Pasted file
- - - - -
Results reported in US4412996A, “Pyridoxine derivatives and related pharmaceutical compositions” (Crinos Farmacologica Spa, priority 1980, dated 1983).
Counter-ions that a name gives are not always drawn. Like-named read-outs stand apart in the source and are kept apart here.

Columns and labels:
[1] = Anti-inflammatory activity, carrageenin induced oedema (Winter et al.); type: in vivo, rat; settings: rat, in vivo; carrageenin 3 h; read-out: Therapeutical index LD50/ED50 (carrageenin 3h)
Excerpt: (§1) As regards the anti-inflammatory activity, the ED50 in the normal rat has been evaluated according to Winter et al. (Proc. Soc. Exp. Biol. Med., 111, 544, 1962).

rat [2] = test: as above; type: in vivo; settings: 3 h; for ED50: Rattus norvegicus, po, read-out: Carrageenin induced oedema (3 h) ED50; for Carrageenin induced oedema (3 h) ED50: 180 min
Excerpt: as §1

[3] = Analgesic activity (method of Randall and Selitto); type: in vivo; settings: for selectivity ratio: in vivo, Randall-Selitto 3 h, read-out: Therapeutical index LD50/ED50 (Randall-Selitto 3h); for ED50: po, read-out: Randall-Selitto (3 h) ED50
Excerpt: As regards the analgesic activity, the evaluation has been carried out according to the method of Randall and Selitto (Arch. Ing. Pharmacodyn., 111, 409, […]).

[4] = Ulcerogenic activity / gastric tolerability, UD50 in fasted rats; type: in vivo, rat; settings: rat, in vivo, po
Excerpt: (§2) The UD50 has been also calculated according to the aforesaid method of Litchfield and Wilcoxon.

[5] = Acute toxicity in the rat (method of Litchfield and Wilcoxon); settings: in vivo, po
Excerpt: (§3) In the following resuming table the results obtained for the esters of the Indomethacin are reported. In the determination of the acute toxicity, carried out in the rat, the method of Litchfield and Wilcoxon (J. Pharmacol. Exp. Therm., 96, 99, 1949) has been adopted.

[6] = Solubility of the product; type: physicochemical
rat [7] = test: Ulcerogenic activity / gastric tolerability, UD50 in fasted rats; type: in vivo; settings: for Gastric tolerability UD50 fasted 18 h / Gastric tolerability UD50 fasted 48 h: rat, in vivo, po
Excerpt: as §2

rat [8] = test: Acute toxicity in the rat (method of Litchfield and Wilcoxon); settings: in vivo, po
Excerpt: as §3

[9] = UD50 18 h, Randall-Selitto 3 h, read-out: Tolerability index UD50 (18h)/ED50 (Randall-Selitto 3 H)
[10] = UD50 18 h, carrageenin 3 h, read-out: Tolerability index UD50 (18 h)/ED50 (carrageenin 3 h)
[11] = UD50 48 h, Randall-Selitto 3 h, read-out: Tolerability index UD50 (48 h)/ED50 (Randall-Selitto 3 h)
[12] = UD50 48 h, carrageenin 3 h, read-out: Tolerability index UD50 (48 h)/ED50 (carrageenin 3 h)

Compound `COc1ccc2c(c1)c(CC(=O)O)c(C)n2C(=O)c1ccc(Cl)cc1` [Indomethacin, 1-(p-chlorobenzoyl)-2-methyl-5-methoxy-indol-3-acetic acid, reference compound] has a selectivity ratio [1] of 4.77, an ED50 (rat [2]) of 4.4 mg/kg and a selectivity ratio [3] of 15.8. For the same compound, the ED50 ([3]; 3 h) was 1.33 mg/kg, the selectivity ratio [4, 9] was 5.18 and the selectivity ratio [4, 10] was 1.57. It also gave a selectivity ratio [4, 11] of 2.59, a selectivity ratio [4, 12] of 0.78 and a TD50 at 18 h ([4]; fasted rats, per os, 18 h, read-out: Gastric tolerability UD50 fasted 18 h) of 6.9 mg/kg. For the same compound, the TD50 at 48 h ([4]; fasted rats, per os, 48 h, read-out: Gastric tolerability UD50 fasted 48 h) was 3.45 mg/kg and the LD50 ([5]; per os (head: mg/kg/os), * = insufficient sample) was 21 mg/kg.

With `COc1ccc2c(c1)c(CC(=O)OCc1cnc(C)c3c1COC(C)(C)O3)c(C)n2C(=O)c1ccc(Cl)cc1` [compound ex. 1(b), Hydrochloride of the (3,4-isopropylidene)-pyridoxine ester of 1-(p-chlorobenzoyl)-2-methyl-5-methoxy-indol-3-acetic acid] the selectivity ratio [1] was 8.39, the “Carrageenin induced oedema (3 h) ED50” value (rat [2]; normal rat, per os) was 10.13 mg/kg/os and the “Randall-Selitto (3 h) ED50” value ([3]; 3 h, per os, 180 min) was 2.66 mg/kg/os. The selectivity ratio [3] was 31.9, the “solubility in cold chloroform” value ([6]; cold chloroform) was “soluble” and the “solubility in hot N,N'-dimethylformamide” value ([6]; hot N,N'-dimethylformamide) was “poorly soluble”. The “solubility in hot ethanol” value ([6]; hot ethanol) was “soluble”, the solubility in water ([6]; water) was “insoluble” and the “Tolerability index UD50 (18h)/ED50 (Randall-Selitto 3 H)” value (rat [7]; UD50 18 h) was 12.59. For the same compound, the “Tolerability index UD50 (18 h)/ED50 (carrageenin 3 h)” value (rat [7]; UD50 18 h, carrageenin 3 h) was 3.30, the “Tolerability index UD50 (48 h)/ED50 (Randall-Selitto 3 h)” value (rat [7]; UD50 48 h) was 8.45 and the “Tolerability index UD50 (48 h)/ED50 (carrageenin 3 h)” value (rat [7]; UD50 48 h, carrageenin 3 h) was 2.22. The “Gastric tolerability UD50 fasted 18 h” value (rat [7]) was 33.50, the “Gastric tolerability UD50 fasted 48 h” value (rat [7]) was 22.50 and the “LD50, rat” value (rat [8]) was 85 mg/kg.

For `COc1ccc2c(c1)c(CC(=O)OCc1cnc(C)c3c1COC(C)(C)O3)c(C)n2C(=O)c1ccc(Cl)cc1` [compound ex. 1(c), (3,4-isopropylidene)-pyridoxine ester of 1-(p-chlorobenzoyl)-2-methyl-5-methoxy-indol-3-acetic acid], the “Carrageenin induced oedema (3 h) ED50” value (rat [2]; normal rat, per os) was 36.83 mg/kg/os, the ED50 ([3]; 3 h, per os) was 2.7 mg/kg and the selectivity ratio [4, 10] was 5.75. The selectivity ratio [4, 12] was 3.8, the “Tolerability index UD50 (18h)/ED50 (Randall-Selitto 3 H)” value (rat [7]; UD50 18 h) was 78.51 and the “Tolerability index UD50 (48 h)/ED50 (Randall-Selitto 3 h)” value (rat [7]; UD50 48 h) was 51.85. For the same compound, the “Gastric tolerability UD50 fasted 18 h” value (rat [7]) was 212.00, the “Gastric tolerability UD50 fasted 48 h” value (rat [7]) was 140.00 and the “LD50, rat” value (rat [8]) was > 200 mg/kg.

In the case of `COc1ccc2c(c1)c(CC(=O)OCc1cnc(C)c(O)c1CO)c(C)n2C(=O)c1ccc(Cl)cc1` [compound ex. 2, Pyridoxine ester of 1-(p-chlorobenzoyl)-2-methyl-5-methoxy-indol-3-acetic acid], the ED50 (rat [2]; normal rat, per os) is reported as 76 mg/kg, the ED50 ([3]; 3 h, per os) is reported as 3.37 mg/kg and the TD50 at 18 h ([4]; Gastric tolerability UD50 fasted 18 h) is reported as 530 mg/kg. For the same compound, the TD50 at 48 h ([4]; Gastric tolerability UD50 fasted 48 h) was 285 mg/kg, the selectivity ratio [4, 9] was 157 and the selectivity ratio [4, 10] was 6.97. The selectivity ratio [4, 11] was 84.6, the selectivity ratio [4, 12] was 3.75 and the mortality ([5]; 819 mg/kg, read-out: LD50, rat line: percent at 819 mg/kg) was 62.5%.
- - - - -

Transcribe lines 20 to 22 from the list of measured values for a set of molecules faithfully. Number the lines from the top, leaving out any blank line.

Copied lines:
[10] = UD50 18 h, carrageenin 3 h, read-out: Tolerability index UD50 (18 h)/ED50 (carrageenin 3 h)
[11] = UD50 48 h, Randall-Selitto 3 h, read-out: Tolerability index UD50 (48 h)/ED50 (Randall-Selitto 3 h)
[12] = UD50 48 h, carrageenin 3 h, read-out: Tolerability index UD50 (48 h)/ED50 (carrageenin 3 h)